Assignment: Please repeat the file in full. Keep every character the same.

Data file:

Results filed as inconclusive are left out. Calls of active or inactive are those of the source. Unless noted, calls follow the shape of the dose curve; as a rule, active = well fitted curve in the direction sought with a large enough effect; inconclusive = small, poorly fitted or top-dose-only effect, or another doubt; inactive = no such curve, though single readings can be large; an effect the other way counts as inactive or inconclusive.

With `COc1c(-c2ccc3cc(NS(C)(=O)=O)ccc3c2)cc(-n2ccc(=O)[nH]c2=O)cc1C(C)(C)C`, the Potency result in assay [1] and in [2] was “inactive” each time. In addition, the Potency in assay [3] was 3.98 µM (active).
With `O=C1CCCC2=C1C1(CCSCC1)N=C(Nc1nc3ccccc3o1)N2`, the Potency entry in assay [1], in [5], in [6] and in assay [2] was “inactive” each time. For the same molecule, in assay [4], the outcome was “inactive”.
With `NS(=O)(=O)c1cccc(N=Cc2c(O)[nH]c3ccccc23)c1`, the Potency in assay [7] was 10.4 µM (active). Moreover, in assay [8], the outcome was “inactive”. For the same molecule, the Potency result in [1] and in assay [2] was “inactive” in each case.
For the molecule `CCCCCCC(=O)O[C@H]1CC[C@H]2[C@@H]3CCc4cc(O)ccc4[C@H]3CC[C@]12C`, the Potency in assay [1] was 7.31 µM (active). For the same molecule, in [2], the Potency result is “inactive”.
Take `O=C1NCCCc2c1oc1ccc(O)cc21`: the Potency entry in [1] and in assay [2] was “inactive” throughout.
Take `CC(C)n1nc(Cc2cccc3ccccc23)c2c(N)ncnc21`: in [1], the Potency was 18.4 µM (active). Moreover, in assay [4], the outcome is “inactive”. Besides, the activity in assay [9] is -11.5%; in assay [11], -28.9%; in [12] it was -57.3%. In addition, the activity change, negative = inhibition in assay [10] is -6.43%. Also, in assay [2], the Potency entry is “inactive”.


Results filed as inconclusive are left out. Calls of active or inactive are those of the source. Unless noted, calls follow the shape of the dose curve; as a rule, active = well fitted curve in the direction sought with a large enough effect; inconclusive = small, poorly fitted or top-dose-only effect, or another doubt; inactive = no such curve, though single readings can be large; an effect the other way counts as inactive or inconclusive.

With `COc1c(-c2ccc3cc(NS(C)(=O)=O)ccc3c2)cc(-n2ccc(=O)[nH]c2=O)cc1C(C)(C)C`, the Potency result in assay [1] and in [2] was “inactive” each time. In addition, the Potency in assay [3] was 3.98 µM (active).
With `O=C1CCCC2=C1C1(CCSCC1)N=C(Nc1nc3ccccc3o1)N2`, the Potency entry in assay [1], in [5], in [6] and in assay [2] was “inactive” each time. For the same molecule, in assay [4], the outcome was “inactive”.
With `NS(=O)(=O)c1cccc(N=Cc2c(O)[nH]c3ccccc23)c1`, the Potency in assay [7] was 10.4 µM (active). Moreover, in assay [8], the outcome was “inactive”. For the same molecule, the Potency result in [1] and in assay [2] was “inactive” in each case.
For the molecule `CCCCCCC(=O)O[C@H]1CC[C@H]2[C@@H]3CCc4cc(O)ccc4[C@H]3CC[C@]12C`, the Potency in assay [1] was 7.31 µM (active). For the same molecule, in [2], the Potency result is “inactive”.
Take `O=C1NCCCc2c1oc1ccc(O)cc21`: the Potency entry in [1] and in assay [2] was “inactive” throughout.
Take `CC(C)n1nc(Cc2cccc3ccccc23)c2c(N)ncnc21`: in [1], the Potency was 18.4 µM (active). Moreover, in assay [4], the outcome is “inactive”. Besides, the activity in assay [9] is -11.5%; in assay [11], -28.9%; in [12] it was -57.3%. In addition, the activity change, negative = inhibition in assay [10] is -6.43%. Also, in assay [2], the Potency entry is “inactive”.